1. Openness To, and Restrictions Upon, Foreign Investment
3. Legal Regime
4. Industrial Policies
5. Protection of Property Rights
6. Financial Sector
7. State-Owned Enterprises
Although SOEs are outnumbered by private businesses, SOEs dominate the economy in terms of value. According to the Belarusian ministry of taxes and duties, the share of small and medium-sized private enterprises in the revenues of the country’s consolidated budget was 35 percent in 2021, the same as in 2020. Belarus does not consider joint stock companies, even those with 100 percent government ownership of the stocks, to be state-owned and generally refers to them as part of the non-state sector, rendering official government statistics regarding the role of SOEs in the economy misleading. According to media reports, SOEs receive preferential access to government contracts, subsidized credits, and debt forgiveness. While SOEs are generally subject to the same tax burden and tax rebate policies as their private sector competitors, private enterprises do not have the same preferential access to land and raw materials. Since Belarus is not a WTO member, it is not a party to the Government Procurement Agreement (GPA).
8. Responsible Business Conduct
Belarusian laws and policies include no notion or definition of responsible business conduct and, consequently, take no measures to encourage it. Independent trade unions and business associations promote the concept of responsible business conduct.
In the aftermath of the fraudulent 2020 presidential elections, civil society organizations and opposition political figures sought to draw the attention of multinational companies and foreign investors to the human rights situation in Belarus. For example, the Belarusian Congress of Democratic Trade Unions worked with a Norwegian fertilizer company Yara through its relationship with state-owned potash producer Belaruskali to improve respect for workers’ rights and safety at Belaruskali. Yara later suspended its dealings with Belaruskali due in large part to Western sanctions. Civil society organizations outside of Belarus continue to engage foreign investors and companies on political considerations inside the country. Many multinational corporations decided in 2021 and 2022 to withdraw from the Belarusian market and terminate advertising contracts with state-owned Belarusian media because of continued human rights abuses by the GOB and its support for the Russian invasion of Ukraine.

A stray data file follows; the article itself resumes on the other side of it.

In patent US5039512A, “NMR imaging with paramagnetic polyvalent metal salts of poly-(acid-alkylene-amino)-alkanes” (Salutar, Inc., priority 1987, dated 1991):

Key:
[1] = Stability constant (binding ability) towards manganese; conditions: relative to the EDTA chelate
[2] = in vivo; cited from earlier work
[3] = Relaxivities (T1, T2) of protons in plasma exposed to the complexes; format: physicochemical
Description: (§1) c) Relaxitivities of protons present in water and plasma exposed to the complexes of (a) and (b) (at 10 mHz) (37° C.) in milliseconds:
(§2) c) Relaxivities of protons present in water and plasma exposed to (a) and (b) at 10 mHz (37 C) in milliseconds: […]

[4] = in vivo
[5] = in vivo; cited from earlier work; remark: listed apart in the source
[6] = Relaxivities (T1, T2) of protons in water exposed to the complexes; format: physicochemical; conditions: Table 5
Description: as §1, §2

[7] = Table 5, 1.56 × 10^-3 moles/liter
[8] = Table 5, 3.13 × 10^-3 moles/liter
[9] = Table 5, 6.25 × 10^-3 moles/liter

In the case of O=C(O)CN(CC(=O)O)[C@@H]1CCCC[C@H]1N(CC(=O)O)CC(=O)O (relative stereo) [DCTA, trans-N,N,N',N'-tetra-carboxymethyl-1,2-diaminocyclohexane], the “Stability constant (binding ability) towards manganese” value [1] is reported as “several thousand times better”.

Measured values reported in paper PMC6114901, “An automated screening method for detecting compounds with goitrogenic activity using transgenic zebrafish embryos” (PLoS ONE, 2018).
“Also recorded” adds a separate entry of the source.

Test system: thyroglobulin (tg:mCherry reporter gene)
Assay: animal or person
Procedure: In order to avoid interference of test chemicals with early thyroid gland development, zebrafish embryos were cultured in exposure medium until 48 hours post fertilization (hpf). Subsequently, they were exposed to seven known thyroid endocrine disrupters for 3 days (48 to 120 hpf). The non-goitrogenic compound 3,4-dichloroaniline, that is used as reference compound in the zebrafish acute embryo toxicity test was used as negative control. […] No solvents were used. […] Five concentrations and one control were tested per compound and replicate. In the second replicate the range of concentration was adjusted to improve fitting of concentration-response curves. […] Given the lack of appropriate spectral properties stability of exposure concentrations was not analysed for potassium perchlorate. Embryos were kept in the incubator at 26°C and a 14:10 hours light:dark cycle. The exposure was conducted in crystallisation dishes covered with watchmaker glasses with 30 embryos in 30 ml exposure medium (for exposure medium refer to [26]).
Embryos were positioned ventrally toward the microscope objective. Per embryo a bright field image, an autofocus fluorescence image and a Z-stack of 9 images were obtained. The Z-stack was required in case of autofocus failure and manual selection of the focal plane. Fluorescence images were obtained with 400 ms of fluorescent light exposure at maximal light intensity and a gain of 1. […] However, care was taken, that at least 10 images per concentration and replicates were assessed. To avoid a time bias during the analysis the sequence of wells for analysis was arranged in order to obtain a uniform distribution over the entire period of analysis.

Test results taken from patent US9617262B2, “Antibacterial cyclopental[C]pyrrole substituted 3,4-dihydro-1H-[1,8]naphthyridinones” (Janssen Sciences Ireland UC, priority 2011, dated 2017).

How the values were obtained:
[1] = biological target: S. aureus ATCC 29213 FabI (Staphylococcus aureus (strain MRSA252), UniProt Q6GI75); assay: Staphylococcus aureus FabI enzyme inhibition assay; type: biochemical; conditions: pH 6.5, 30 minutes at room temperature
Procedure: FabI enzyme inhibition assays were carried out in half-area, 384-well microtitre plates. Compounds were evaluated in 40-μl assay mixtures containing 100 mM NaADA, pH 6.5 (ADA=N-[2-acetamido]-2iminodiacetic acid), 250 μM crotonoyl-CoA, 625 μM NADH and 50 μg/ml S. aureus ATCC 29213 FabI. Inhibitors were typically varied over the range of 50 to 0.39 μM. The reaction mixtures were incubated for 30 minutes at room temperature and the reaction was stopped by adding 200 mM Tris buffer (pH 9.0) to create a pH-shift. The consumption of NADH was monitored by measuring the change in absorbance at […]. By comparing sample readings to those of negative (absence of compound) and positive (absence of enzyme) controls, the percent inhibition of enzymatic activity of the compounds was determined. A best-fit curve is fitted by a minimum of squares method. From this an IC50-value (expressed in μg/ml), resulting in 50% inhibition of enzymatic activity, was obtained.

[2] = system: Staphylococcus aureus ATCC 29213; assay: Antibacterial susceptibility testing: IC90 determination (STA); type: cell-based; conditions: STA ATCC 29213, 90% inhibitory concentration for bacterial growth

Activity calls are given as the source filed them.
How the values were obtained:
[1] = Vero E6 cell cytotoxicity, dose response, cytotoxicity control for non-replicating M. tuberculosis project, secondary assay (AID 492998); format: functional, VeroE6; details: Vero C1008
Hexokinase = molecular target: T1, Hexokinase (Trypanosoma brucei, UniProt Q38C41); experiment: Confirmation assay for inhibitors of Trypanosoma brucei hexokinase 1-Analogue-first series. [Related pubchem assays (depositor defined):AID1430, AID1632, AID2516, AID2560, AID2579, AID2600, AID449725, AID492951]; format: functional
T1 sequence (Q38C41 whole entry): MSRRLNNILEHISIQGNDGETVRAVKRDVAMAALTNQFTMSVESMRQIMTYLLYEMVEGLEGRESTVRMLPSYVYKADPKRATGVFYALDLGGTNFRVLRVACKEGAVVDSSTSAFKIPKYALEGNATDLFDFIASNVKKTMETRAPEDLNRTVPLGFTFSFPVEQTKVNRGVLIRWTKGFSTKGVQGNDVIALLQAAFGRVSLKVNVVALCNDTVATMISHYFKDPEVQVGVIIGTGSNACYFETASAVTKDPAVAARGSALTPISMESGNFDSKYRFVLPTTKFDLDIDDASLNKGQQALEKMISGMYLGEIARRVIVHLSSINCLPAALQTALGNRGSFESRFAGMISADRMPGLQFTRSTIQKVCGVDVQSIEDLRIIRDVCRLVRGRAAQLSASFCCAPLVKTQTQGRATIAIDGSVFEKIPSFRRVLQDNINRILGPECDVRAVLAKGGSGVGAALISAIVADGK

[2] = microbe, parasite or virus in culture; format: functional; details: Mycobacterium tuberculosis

Belarus does not allow private military or security companies.
Official sources claim that most corruption cases involve soliciting and accepting bribes, fraud, and abuse of power, although anecdotal evidence indicates such corruption usually does not occur as part of day-to-day interaction between citizens and minor state officials. In Belarus, bribery is considered a form of corruption and is punishable with a maximum sentence of 10 years in jail and confiscation of property. The most corrupt sectors are considered to be state administration and procurement, the industrial sector, agriculture, trade, and the construction industry. In 2020, Belarusian courts convicted 684 individuals “on corruption-related charges.” However, corruption and financial crimes charges are often used by the government for political purposes. Furthermore, the absence of independent judicial and law enforcement systems, the lack of separation of powers, and the lack of independent press make it difficult to gauge the true scale of corruption.